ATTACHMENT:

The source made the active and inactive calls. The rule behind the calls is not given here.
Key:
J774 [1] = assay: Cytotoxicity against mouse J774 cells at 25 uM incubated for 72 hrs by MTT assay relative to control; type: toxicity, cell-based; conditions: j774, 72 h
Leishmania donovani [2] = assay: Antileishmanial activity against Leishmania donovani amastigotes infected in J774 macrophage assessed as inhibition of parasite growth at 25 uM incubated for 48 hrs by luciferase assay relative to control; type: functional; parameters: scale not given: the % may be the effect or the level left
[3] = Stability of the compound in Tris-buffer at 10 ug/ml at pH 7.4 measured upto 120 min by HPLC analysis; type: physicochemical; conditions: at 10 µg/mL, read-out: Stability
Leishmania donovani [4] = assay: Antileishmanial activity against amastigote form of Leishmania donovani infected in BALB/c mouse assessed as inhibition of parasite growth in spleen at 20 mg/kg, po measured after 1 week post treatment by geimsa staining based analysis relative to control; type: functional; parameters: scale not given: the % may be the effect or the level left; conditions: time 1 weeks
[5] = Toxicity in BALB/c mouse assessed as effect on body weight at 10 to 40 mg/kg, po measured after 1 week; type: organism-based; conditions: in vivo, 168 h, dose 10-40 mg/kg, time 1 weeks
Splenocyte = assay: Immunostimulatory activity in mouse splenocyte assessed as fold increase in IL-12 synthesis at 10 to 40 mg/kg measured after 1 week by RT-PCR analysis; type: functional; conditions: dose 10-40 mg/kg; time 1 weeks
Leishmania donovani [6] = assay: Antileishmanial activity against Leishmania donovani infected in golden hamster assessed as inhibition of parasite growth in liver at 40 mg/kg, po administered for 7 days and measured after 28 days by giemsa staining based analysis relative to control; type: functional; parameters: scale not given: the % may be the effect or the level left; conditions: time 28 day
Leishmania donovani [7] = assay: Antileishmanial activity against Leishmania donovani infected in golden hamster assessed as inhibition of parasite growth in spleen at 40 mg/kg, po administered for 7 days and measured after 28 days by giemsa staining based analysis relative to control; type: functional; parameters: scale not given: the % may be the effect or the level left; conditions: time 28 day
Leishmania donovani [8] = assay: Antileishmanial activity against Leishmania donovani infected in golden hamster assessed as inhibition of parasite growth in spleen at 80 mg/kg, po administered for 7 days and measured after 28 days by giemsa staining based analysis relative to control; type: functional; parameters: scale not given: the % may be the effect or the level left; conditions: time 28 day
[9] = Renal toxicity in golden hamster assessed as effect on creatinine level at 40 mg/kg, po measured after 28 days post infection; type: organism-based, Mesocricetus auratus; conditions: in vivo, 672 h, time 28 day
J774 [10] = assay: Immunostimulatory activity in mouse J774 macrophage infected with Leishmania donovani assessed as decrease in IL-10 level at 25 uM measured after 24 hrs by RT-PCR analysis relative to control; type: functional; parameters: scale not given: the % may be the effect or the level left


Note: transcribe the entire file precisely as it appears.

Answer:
The source made the active and inactive calls. The rule behind the calls is not given here.
Key:
J774 [1] = assay: Cytotoxicity against mouse J774 cells at 25 uM incubated for 72 hrs by MTT assay relative to control; type: toxicity, cell-based; conditions: j774, 72 h
Leishmania donovani [2] = assay: Antileishmanial activity against Leishmania donovani amastigotes infected in J774 macrophage assessed as inhibition of parasite growth at 25 uM incubated for 48 hrs by luciferase assay relative to control; type: functional; parameters: scale not given: the % may be the effect or the level left
[3] = Stability of the compound in Tris-buffer at 10 ug/ml at pH 7.4 measured upto 120 min by HPLC analysis; type: physicochemical; conditions: at 10 µg/mL, read-out: Stability
Leishmania donovani [4] = assay: Antileishmanial activity against amastigote form of Leishmania donovani infected in BALB/c mouse assessed as inhibition of parasite growth in spleen at 20 mg/kg, po measured after 1 week post treatment by geimsa staining based analysis relative to control; type: functional; parameters: scale not given: the % may be the effect or the level left; conditions: time 1 weeks
[5] = Toxicity in BALB/c mouse assessed as effect on body weight at 10 to 40 mg/kg, po measured after 1 week; type: organism-based; conditions: in vivo, 168 h, dose 10-40 mg/kg, time 1 weeks
Splenocyte = assay: Immunostimulatory activity in mouse splenocyte assessed as fold increase in IL-12 synthesis at 10 to 40 mg/kg measured after 1 week by RT-PCR analysis; type: functional; conditions: dose 10-40 mg/kg; time 1 weeks
Leishmania donovani [6] = assay: Antileishmanial activity against Leishmania donovani infected in golden hamster assessed as inhibition of parasite growth in liver at 40 mg/kg, po administered for 7 days and measured after 28 days by giemsa staining based analysis relative to control; type: functional; parameters: scale not given: the % may be the effect or the level left; conditions: time 28 day
Leishmania donovani [7] = assay: Antileishmanial activity against Leishmania donovani infected in golden hamster assessed as inhibition of parasite growth in spleen at 40 mg/kg, po administered for 7 days and measured after 28 days by giemsa staining based analysis relative to control; type: functional; parameters: scale not given: the % may be the effect or the level left; conditions: time 28 day
Leishmania donovani [8] = assay: Antileishmanial activity against Leishmania donovani infected in golden hamster assessed as inhibition of parasite growth in spleen at 80 mg/kg, po administered for 7 days and measured after 28 days by giemsa staining based analysis relative to control; type: functional; parameters: scale not given: the % may be the effect or the level left; conditions: time 28 day
[9] = Renal toxicity in golden hamster assessed as effect on creatinine level at 40 mg/kg, po measured after 28 days post infection; type: organism-based, Mesocricetus auratus; conditions: in vivo, 672 h, time 28 day
J774 [10] = assay: Immunostimulatory activity in mouse J774 macrophage infected with Leishmania donovani assessed as decrease in IL-10 level at 25 uM measured after 24 hrs by RT-PCR analysis relative to control; type: functional; parameters: scale not given: the % may be the effect or the level left